du Tuesday 29 Octobre 2019 at 19h00 au Tuesday 29 Octobre 2019 at 20h30
ROLEX PARIS MASTERS From October 31th to November 8th, 2020
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He looked to be slightly out of sorts, searching for his best and physically a little under the weather but Novak Djokovic still found a way to muscle past Joao Sousa convincingly in straight sets to launch his bid to become world No.1 again at the Rolex Paris Masters on Tuesday.

In his first match after a couple of weeks break, the all-conquering Serb took a while to shake off his ring rust and looked unusually sluggish, allowing a Portuguese journeyman he routinely dominates to give him a bit of a scare in an uneven first set before he then asserted himself to win 7-5 6-1.

Even while occasionally looking with concern towards his player’s box and evidently not feeling 100 percent as he coughed up a host of errors, Djokovic’s sheer quality and mental resilience still eventually saw him through his second round contest in one hour 33 minutes.

His victory means that Rafa Nadal must win his opening match against Fernando Verdasco on Wednesday or Djokovic will take the Spaniard’s world No.1 spot.

Despite taking his amazing recent record to 28 match wins in 29 matches, with 28 consecutive sets won, this looked like an uncomfortable night for Djokovic, who let a 4-1 lead slip away and had to survive a break point at 5-5 in the first set against a dogged opponent who had never previously taken more than four games off him in 14 sets.

Nineteen unforced errors in that opening set was most un-Djokovic like but more normal service was resumed in the second set as he reeled off the first five games while still looking nowhere near his most convincing.
Occasionally, though, the real Djokovic did show up as with the moment he won a dazzling 23-stroke rally and waved his arms to urge the crowd to get behind him.

At 5-1, there was a delay in the changeover as an elderly gentleman in the crowd needed medical attention and Djokovic, even if not feeling his best himself, sprang into action by delivering a towel to the suffering spectator.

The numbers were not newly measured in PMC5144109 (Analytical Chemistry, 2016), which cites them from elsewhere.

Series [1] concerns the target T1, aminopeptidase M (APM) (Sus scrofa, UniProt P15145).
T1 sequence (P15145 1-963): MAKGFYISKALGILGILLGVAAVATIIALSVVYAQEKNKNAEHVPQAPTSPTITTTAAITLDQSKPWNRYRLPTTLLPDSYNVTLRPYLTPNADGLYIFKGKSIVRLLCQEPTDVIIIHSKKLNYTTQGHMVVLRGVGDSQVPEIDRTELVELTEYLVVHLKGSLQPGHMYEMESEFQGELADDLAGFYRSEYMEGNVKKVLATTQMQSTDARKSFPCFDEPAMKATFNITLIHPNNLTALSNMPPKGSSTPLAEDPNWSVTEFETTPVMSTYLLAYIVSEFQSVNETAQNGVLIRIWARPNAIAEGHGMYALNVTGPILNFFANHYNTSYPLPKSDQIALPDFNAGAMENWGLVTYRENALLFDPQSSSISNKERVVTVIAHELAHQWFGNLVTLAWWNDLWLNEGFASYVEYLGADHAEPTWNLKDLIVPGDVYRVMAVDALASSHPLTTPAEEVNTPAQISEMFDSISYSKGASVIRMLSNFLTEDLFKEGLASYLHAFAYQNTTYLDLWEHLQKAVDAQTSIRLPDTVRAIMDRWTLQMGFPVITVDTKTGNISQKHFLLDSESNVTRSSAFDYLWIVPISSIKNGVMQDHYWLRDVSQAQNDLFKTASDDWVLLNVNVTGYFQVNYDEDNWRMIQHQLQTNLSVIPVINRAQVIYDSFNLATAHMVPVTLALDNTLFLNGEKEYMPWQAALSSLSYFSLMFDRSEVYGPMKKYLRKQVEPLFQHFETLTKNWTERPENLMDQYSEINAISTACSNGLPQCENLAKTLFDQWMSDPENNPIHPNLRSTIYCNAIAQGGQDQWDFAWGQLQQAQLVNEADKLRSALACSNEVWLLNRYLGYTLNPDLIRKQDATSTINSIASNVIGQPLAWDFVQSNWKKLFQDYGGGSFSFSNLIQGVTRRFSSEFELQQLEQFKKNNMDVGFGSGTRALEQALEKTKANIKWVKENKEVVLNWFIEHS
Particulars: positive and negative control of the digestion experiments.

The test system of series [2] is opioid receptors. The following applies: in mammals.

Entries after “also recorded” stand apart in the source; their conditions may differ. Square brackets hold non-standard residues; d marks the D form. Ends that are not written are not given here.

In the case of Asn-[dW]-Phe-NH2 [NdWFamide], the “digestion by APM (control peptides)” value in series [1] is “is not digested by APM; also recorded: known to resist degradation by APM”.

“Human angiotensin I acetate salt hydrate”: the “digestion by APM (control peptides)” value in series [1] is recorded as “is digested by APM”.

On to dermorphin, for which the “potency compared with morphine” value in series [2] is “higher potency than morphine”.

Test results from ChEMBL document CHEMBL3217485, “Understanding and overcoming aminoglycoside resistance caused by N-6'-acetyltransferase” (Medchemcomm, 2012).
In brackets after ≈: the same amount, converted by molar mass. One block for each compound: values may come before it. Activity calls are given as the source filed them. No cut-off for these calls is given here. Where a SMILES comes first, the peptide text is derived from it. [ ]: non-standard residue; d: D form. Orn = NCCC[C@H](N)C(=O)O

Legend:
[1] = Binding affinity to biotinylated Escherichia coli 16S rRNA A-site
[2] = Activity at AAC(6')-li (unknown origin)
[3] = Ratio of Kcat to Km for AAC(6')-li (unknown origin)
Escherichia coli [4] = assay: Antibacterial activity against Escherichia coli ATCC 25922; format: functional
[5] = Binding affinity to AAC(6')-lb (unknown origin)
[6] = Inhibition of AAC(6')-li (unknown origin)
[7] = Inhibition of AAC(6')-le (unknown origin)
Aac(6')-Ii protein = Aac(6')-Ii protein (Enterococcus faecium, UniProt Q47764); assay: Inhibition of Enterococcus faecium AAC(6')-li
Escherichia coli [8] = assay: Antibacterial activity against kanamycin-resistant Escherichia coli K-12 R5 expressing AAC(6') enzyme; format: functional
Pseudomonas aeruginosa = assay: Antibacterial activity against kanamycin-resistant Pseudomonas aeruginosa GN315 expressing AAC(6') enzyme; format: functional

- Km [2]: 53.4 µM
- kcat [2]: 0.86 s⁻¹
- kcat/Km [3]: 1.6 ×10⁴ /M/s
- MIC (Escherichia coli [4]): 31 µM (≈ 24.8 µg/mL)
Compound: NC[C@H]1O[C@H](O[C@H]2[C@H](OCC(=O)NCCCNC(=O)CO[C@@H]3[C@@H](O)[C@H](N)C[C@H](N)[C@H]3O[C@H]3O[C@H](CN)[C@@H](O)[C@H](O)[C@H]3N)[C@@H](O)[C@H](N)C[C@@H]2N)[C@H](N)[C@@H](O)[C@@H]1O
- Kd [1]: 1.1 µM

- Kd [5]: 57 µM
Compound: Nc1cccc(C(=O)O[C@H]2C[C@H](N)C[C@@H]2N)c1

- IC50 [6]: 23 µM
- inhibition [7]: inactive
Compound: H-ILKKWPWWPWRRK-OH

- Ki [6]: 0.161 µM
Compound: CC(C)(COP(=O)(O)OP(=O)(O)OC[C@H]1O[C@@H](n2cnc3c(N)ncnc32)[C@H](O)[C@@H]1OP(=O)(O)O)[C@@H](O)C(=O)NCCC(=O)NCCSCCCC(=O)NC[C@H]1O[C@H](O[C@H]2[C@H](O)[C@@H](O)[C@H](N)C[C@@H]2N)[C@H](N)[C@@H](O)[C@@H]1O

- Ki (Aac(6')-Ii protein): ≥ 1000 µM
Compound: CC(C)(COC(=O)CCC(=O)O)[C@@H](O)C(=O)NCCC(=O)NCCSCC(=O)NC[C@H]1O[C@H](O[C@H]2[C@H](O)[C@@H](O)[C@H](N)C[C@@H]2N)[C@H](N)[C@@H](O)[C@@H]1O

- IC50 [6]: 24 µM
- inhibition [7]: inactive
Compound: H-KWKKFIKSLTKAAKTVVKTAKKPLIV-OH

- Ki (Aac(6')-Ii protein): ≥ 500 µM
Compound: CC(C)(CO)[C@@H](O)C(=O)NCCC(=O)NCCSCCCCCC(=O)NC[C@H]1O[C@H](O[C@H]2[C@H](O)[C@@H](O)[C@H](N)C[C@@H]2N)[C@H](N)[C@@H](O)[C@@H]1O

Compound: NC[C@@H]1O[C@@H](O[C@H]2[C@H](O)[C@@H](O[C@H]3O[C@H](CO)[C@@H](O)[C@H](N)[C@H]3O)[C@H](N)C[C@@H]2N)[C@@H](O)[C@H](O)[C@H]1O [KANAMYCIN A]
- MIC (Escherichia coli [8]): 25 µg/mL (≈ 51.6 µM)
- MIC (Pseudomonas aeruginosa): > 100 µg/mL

Within a few minutes, the four-time champion had put an end to Sousa’s suffering - the Portuguese seemed to be struggling with an injury issue of his own - to book his third round place against Bosnia’s Damir Dzhumur, who had earlier outplayed rising star Stefanos Tsitsipas 6-3 6-3.

A mixed day for France’s Davis Cup contenders

French captain Yannick Noah’s selection choices for November’s Davis Cup final are looking increasingly problematic after a dramatic day involving his players on Tuesay.

While he will have thrilled to the sight of Jo-Wilfried Tsonga looking much improved in the three tie-break defeat by Milos Raonic, he may earlier have been concerned to see the two players who had won singles rubbers in the semi-final against Spain, Benoit Paire and Lucas Pouille, both succumbing.

The unpredictable Paire was beaten 6-4 6-4 to Marton Fucsovics but the consolation for Noah in the 6-3 6-4 defeat of his usual go-to man Pouille was that his conquerer happened to be another potential candidate for the team, Gilles Simon, who has found a rich seam of form.

When Tsonga was asked about his chances of playing in the team, he smiled: “This would be an incredible motivation for me to think that I could be on the team. And I would give everything I have to be competitive. If they decide to take me, of course I will do everything to serve the group's interest. And I will try to play even better than I would if it were only for myself.”

Groupe 1

Groupe 2